GP d’Ouverture – La Marseillaise preview

The season has started officially with the Tour Down under in South Australia and right now many big names are doing the Tour de San Luis in Argentina. But today marks the return of road racing in the Northern Hemisphere with the Grand Prix d’Ouverture – La Marseillaise.

Ouverture means “opening” and this race starts the French and European calendar. Whilst held in the south of France, it heads inland from Marseille and snow is not uncommon. Today’s forecast says top temperatures of 8°C (46°F). Gone are the images of riders cradling kangaroos and posting pictures online of their SRM powermeters with the temperature display, this time it’s armwarmers and kneewarmers. Instead of tanlines, it’s mudlines.

The route

The start and finish are in Marseille, France’s third largest city. A loud city, with a touch more hustle than bustle. A series of climbs makes up the route, in general the race is either going up or down. The biggest climb is the Pas de la Couelle, known the Petit Galibier with sections at 7% but the decisive point is usually the Col de l’Espigoulier.

The Col d'Espigoulier

None of these climbs are tough, they are usually done in the big ring and are a useful test of early season form. A sprinter in good shape can get over them with the leaders. Indeed the race has been won by sprinters in the past but the course can make it hard to organise a chase. The countyside was made famous by Marcel Pagnol and works like Marius and Manon des Sources (made into a successful film t00).

The finish is flat and outside the Stade Vélodrome. Once a cycling track, today the stadium is the home of Olympique Marseille, one of France’s top soccer clubs.

BigMat headache: officials have told the BigMat-Auber 93 team to race in neutral kit as their sponsor is indistinguishable from FDJ’s BigMat. BigMat is a building materials retailer – part franchise, part co-op – with outlets in France but also in other European countries. Technically FDJ is sponsored by the European side of the building materials company whilst Auber 93 get their money from the French business but the kit features the same logo and this isn’t allowed.

Superstition: it’s said this is a race you don’t want to win and even that the winner is cursed for the rest of the season. The more rational explanation is that peaking to win this race means you’re cooked by the time bigger races come; the race is open and a victory in this event can go to almost anyone taking part so don’t assume the winner is set to dominate the French calendar; and besides some very good riders have won this race and gone on to have great seasons. Anyone starting today wants to win.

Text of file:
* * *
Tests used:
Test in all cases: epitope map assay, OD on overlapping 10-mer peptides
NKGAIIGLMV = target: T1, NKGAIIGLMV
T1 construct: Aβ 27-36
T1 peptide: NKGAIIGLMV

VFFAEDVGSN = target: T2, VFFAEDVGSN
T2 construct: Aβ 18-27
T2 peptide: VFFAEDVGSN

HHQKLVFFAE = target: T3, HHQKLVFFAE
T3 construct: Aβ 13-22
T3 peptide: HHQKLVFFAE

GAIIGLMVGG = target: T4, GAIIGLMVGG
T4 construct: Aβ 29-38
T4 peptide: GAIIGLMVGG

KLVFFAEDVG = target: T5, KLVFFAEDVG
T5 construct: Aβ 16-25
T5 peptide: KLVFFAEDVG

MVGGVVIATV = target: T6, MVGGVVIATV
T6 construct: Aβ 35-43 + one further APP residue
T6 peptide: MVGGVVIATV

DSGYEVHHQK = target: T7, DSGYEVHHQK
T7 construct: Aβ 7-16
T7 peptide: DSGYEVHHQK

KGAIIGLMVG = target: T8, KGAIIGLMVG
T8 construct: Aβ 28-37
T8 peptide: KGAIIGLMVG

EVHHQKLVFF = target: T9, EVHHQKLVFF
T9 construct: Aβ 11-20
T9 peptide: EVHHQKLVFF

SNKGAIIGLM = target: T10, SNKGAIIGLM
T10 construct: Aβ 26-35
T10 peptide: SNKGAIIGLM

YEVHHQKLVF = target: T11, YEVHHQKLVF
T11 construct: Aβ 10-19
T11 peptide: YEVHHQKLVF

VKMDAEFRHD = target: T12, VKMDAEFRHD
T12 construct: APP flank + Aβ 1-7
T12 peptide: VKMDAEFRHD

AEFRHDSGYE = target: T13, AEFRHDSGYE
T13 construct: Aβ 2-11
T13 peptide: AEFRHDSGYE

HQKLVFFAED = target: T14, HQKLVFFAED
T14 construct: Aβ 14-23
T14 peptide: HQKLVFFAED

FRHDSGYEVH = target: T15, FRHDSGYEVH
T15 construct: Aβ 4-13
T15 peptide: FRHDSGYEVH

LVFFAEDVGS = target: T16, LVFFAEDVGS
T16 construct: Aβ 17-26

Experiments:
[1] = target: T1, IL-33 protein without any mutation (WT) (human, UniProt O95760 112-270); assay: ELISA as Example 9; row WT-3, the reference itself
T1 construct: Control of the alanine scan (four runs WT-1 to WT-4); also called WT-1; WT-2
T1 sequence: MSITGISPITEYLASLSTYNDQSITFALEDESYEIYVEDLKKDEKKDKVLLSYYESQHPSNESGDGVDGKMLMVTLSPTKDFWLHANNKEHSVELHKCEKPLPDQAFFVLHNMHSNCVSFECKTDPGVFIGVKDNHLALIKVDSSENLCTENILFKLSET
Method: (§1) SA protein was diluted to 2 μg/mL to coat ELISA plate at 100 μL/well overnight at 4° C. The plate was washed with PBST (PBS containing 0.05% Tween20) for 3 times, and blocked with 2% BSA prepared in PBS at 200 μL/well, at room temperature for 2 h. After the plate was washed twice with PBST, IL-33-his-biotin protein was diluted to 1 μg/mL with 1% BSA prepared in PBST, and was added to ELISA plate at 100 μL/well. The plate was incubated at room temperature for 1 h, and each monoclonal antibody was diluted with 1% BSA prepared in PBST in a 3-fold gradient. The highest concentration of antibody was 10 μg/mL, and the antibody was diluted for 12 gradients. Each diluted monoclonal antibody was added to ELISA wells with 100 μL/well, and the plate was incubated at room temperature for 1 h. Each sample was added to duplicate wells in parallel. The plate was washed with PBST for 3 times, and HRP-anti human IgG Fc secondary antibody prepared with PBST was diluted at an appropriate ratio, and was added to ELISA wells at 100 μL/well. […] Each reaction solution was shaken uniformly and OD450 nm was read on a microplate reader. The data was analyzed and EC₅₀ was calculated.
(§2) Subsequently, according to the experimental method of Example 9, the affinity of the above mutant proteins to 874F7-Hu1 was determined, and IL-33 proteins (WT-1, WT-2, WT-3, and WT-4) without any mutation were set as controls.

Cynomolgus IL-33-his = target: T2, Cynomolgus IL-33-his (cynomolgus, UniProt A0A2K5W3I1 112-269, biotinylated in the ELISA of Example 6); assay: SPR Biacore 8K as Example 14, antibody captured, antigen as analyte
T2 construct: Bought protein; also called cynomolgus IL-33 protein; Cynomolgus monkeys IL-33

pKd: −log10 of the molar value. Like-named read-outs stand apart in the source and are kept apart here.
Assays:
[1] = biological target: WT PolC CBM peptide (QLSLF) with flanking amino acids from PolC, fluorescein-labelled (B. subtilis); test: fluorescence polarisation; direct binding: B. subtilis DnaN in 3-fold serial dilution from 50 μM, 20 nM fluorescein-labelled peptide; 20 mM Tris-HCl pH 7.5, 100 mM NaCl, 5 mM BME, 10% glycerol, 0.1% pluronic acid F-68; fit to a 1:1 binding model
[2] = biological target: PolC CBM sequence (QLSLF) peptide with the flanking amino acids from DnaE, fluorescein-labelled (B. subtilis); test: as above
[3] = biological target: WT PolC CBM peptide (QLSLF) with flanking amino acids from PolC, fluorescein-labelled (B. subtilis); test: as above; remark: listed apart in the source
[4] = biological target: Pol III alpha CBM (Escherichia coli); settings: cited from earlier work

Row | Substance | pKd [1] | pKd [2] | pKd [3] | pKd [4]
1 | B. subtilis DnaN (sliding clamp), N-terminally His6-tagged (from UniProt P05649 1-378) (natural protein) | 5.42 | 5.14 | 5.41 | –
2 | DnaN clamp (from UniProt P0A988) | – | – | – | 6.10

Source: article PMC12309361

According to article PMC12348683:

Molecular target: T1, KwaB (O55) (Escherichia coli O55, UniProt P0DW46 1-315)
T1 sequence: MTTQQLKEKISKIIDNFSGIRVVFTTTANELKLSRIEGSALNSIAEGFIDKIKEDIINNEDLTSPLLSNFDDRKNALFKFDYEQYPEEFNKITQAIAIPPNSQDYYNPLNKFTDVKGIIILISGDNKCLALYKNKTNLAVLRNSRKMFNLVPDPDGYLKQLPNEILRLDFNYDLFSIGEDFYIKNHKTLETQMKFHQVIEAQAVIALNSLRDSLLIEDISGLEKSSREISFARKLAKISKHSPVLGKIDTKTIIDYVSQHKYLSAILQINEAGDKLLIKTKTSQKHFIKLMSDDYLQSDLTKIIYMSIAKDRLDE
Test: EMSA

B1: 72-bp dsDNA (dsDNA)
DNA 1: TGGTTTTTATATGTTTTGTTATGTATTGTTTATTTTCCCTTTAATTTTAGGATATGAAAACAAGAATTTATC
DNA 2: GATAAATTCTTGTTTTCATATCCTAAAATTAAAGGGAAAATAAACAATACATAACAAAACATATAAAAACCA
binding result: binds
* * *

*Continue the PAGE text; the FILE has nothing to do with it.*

Favourites: it’s hard to pick a single rider because most have yet to start racing and because the race is so open. The full list of riders is listed at and the only Pro Tour squads are FDJ-BigMat and Ag2r La Mondiale plus Vacansoleil.

But Romain Feillu is always good for the early season, the sprinter can get over the climbs. Local riders include Rémi Pauriol (FDJ), Rémy di Grégorio (Cofidis) and Julien El Fares (Team Type 1). Rider number 1 is FDJ’s Kenny Elissonde, a neo-pro who wears the number in the place of last year’s winner Jérémy Roy who is not racing.

Weather: a cool 8°C (46°F) with rain showers expected but luckily the infamous Mistral wind is not present.

Coupe de France: this is the opening round of the French trophy series and the aim for riders and teams alike is two-fold: to win… and to make sure a rival team does not. Points are awarded to French nationals and riders on French teams.

Summary: This is the opening European road race and after the set piece opening of the season in Australia, glamour and sunshine are ditched for some more modest races until the classics arrive. Armwarmers, caps and thermal clothing are needed. A modest race – it doesn’t have its own website – events like this form the backbone of the pro cycling calendar.

5 thoughts on “GP d’Ouverture – La Marseillaise preview”

  1. The route profile indicates ‘Gran Premio della Montagna’. If the climbs aren’t that tough are these points seriously contested? Or maybe lots of riders fight for them for that very reason?

  2. The race was won by Samuel Dumoulin of Cofidis.

    Stylo: you get points on the top so there is a competition.

    Capo Mele: yes. A mixed day for them as Marco Marcato was second but Martin Keizer was taken away in an ambulance and they suspect a broken collarbone.

    limonata: of course; I think I slipped up thinking of local riders and wanted to mention La Pomme as the local team, it is from a cycling club in Marseille that has become a pro team.

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